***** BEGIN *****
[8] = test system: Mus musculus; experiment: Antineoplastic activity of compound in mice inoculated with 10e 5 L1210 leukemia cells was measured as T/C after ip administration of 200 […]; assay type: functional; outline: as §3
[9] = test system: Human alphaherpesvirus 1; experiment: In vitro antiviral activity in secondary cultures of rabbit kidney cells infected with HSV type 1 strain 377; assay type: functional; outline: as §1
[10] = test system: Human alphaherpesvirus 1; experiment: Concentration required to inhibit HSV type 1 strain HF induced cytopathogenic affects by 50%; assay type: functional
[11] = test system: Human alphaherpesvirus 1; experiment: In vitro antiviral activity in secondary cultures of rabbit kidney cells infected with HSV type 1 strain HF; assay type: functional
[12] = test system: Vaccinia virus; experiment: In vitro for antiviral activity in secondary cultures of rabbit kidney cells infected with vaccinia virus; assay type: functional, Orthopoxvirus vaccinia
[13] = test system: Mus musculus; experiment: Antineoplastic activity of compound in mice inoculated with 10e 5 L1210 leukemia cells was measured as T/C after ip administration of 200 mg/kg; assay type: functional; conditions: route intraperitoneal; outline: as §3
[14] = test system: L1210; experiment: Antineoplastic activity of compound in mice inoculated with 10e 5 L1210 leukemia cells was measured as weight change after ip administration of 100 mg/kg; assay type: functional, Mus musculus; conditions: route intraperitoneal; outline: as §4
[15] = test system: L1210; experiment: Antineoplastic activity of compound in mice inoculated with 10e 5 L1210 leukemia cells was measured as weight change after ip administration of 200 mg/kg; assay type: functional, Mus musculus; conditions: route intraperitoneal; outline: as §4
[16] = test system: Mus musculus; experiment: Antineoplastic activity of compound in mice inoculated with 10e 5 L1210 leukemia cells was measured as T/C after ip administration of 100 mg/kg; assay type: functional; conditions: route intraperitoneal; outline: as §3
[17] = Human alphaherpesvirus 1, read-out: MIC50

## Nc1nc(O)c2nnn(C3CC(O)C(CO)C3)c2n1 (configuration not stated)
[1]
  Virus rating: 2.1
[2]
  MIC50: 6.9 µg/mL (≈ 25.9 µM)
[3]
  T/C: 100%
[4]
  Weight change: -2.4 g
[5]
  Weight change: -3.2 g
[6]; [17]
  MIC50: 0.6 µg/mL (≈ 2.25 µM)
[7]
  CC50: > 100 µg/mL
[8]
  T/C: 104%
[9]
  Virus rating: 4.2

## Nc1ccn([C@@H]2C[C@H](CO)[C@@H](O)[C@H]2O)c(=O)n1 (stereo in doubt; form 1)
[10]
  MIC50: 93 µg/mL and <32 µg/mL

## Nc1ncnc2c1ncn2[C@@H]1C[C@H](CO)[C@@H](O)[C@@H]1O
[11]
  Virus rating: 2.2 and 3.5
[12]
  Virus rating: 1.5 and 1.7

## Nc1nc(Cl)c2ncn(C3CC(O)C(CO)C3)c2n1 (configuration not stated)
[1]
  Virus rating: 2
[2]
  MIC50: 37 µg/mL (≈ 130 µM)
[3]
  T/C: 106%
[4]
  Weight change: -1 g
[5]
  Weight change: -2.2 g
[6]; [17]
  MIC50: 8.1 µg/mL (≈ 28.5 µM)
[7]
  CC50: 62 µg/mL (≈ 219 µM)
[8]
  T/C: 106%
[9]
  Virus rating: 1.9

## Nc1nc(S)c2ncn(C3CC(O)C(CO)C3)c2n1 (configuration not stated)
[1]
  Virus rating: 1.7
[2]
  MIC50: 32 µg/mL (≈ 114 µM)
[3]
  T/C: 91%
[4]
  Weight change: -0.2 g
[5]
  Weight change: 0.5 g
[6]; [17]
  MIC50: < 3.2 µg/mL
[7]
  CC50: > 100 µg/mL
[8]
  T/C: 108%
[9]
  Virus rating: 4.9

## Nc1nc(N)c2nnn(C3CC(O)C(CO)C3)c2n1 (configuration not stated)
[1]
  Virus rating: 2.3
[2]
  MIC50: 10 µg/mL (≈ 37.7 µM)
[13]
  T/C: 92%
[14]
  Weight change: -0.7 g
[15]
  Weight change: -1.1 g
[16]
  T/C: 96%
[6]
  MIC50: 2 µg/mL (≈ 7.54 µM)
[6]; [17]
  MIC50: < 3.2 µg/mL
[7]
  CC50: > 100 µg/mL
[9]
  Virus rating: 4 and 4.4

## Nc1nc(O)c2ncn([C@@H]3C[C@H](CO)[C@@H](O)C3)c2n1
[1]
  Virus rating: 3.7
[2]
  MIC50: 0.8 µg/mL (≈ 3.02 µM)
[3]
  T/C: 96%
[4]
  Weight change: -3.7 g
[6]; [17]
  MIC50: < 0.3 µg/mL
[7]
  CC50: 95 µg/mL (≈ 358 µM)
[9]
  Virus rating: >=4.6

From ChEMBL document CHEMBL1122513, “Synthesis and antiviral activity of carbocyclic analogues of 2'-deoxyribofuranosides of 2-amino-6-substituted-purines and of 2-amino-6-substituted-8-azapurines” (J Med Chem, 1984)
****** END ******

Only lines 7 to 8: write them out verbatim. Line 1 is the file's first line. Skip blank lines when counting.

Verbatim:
[14] = test system: L1210; experiment: Antineoplastic activity of compound in mice inoculated with 10e 5 L1210 leukemia cells was measured as weight change after ip administration of 100 mg/kg; assay type: functional, Mus musculus; conditions: route intraperitoneal; outline: as §4
[15] = test system: L1210; experiment: Antineoplastic activity of compound in mice inoculated with 10e 5 L1210 leukemia cells was measured as weight change after ip administration of 200 mg/kg; assay type: functional, Mus musculus; conditions: route intraperitoneal; outline: as §4